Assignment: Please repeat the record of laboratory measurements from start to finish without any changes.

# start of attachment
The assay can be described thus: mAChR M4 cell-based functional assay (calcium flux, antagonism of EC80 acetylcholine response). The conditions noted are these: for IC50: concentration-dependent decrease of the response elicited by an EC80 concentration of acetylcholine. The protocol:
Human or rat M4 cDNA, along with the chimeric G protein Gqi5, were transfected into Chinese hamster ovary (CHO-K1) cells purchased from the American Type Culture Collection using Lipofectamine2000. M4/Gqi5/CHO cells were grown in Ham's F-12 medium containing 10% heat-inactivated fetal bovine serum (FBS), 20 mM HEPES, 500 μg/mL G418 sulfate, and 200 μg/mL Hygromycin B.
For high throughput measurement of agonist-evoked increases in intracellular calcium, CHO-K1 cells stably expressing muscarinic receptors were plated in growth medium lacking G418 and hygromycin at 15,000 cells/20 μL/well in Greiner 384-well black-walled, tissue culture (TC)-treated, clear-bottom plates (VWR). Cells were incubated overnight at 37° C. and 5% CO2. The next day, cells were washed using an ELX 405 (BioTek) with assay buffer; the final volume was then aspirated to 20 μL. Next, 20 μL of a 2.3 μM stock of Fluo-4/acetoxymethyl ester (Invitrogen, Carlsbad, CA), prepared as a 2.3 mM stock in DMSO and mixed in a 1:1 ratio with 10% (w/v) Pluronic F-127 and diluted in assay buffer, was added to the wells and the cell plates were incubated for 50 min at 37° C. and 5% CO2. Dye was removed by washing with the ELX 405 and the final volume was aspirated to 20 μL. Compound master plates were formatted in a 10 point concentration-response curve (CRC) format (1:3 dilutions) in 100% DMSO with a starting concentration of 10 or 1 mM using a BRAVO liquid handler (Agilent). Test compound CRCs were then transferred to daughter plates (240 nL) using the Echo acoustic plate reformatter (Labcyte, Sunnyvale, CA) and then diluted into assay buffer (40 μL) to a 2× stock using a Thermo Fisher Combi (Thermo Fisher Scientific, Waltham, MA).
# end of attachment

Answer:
The assay can be described thus: mAChR M4 cell-based functional assay (calcium flux, antagonism of EC80 acetylcholine response). The conditions noted are these: for IC50: concentration-dependent decrease of the response elicited by an EC80 concentration of acetylcholine. The protocol:
Human or rat M4 cDNA, along with the chimeric G protein Gqi5, were transfected into Chinese hamster ovary (CHO-K1) cells purchased from the American Type Culture Collection using Lipofectamine2000. M4/Gqi5/CHO cells were grown in Ham's F-12 medium containing 10% heat-inactivated fetal bovine serum (FBS), 20 mM HEPES, 500 μg/mL G418 sulfate, and 200 μg/mL Hygromycin B.
For high throughput measurement of agonist-evoked increases in intracellular calcium, CHO-K1 cells stably expressing muscarinic receptors were plated in growth medium lacking G418 and hygromycin at 15,000 cells/20 μL/well in Greiner 384-well black-walled, tissue culture (TC)-treated, clear-bottom plates (VWR). Cells were incubated overnight at 37° C. and 5% CO2. The next day, cells were washed using an ELX 405 (BioTek) with assay buffer; the final volume was then aspirated to 20 μL. Next, 20 μL of a 2.3 μM stock of Fluo-4/acetoxymethyl ester (Invitrogen, Carlsbad, CA), prepared as a 2.3 mM stock in DMSO and mixed in a 1:1 ratio with 10% (w/v) Pluronic F-127 and diluted in assay buffer, was added to the wells and the cell plates were incubated for 50 min at 37° C. and 5% CO2. Dye was removed by washing with the ELX 405 and the final volume was aspirated to 20 μL. Compound master plates were formatted in a 10 point concentration-response curve (CRC) format (1:3 dilutions) in 100% DMSO with a starting concentration of 10 or 1 mM using a BRAVO liquid handler (Agilent). Test compound CRCs were then transferred to daughter plates (240 nL) using the Echo acoustic plate reformatter (Labcyte, Sunnyvale, CA) and then diluted into assay buffer (40 μL) to a 2× stock using a Thermo Fisher Combi (Thermo Fisher Scientific, Waltham, MA).